Tuesday, April 14, 2015

Allen line: Thomas J. Knott, builder of Nevada

It would take more than one post to write about Thomas J. Knott's life.  I've previously blogged about his response to the murder of his son, Elzy Knott, in Nevada but I haven't really given details of Thomas's life in Nevada.  This is just a brief run down, from a publication I found on line called "Knott Reminiscences  Early History of Nevada in the 1850's, edited by H. Hamlin and printed by the Mountain Democrat, The Pioneer Press of Placerville, California.  I highly urge you to search "Thomas Knott Nevada history" and you should find three or four different copies or versions of the journal so you can read it for yourself.  I'll include here items more of family than of historical interest, so there is much more to be found in the Knott Reniniscences. There is a picture of Thomas in the version I found, so that alone makes it worth going to look for, doesn't it?

As we know, Thomas Knott was born in Jefferson County, Ohio on April 13, 1808 to Joseph Scull and Mary Adams Knott.  He know nothing about his schooling, but he must have had some, because the first job he mentions in this article was as a millwright, when he was 18 years old, so about 1826.  The job must have paid well, because he married in 1828, when he was just twenty years old, to Hannah Bell,daughter of John Bell and Hannah Finch.  The years between 1828 and 1835 were spent building grist mills, saw mills, barns, and flouring mills for the newly developed area in and around Richland County, Ohio.  In 1835, had moved to Steuben County, Indiana, just south of the Michigan state line and there, along with his brother, built and operated a saw mill.  Thomas sold his share to his brother.  In 1836, Thomas also became post master of a small post office called Crooked Creek.  Five years later Thomas was restless again, and moved north to Hillsdale County, Michigan, where he continued as a builder and farmer, and also laid a mile of railroad tracks. 

He appears to have stayed in Michigan until at least 1852, at least there is no mention of an earlier move.  We know that during the first 20 years of his marriage at least 8 children were born (his statement says 9, so we are missing one).  By 1852 Thomas was looking for better opportunities for his family, and one short sentence from Thomas sums up what should probably have been an entire journal in itself.  "In 1852 I crossed the plains to California, and landed in Placerville in 1852."  The following March he crossed over the Sierra Mountains to the Carson Valley, where he built the first saw-mill, grist-mill and threshing machine (!) in the Valley, and was paid in "a large amount of property" by Reese and Co., for whom he had done this work.  He then mentions going to San Francisco for supplies in late 1854, and in in July of 1855 took ship at San Francisco to go home via the Isthmus of Panama and Puerto Rico, again, another story in and of itself, if we only knew what it was.  By now his family was in Huron, Ohio, where Hannah's parents were living.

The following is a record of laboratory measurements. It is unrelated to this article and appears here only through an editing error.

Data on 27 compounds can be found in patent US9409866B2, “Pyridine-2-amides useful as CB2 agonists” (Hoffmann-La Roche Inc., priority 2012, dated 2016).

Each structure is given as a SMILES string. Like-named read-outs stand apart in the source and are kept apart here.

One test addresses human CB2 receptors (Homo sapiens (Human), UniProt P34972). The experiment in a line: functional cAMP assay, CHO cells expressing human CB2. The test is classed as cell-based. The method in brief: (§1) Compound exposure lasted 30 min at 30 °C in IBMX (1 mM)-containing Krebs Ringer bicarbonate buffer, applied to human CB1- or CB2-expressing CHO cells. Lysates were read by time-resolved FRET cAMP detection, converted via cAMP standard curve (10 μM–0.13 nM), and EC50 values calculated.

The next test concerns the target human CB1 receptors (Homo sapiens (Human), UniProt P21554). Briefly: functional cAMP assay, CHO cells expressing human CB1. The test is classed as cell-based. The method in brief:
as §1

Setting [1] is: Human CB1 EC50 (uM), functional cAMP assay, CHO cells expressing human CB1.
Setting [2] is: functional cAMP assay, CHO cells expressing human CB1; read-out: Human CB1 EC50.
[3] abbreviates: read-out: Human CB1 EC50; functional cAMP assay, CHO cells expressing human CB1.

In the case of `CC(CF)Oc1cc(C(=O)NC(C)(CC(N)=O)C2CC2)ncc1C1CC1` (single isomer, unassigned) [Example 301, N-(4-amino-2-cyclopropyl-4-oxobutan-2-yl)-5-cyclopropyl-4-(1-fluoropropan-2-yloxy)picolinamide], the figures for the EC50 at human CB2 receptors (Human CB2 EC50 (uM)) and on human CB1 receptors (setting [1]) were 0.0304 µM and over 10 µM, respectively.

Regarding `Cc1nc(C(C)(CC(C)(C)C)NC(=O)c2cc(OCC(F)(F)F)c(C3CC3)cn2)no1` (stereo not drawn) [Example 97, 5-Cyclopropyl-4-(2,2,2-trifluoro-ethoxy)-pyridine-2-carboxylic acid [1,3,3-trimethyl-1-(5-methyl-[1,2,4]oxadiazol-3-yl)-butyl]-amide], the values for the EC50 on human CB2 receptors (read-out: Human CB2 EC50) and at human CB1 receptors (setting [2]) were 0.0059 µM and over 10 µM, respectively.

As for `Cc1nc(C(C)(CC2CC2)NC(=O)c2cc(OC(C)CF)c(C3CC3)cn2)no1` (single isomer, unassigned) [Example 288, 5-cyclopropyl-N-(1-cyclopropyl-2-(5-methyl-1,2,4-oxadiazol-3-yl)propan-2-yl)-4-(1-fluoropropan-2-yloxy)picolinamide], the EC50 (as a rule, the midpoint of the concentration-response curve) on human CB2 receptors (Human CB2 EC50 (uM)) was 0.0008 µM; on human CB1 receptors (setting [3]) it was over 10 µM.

The family stayed in Huron County, Ohio, for three years and then moved to Tipton in Cedar County, Iowa.  The dates given in his journal don't agree, so possibly they had moved to Tipton a bit earlier than November in 1858.  At any rate, in November of 1858 Thomas and his son Thomas Jr "took the cars" (went by railroad) to New York City, took a ship to Cuba and then to the Isthmus of Panama again, and then went by ship to San Francisco, where they "took passage" to Sacramento and Placerville, and then went by horseback over the mountains to Carson Valley, where they met son Elzy, who had been left in Nevada to care for his father's interests.  The next year was one of sorrow and heartbreak beyond measure, for Elzy was murdered and a "stacked" jury allowed the killer to go free, and Thomas was cheated of at least $20,000 for work he had done for Mormon interests in Nevada.  In October of 1859 he left Genoa and Nevada for good, again crossing the mountains to San Francisco and crossing the Isthmus of Panama.  He got back to Tipton, Iowa "with just two year's absence" and there he stayed for 7 years. 

In 1877 he and Hannah moved to Egypt, Jefferson County, Illinois and stayed there until Thomas's death on February 16, 1877.  Thomas was buried there, where he at last had found a home.  Hannah died in Tipton in December of 1890, but we don't know when she moved back.  She was buried in Tipton. 

This is just the short version.  The exciting stuff, telling of Thomas's friendship with Kit Carson, his friendly relationship with the Indians, the reasons he was not a friend of the Mormon settlers, are in the publication, just waiting to be read and thought about.  One thing is clear, though.  Without Thomas Knott and other men like him, Nevada would not have been settled and grown at the time in history that it happened.  It took true pioneers, willing to sacrifice everything, and able to take care of themselves in natural catastrophes, religious wars, and Indian uprisings, to build the state. 

We can be proud of Thomas Knott, glad to have his journal and sorry to not have more.  I'm sure he was a great story teller, once you got him going. 

The line of descent:

Thomas J. Knott-Hannah Bell
John Wilson Knott-Harriet Starr
Edith Knott-Edward Allen
Richard Allen-Gladys Holbrook
Their descendents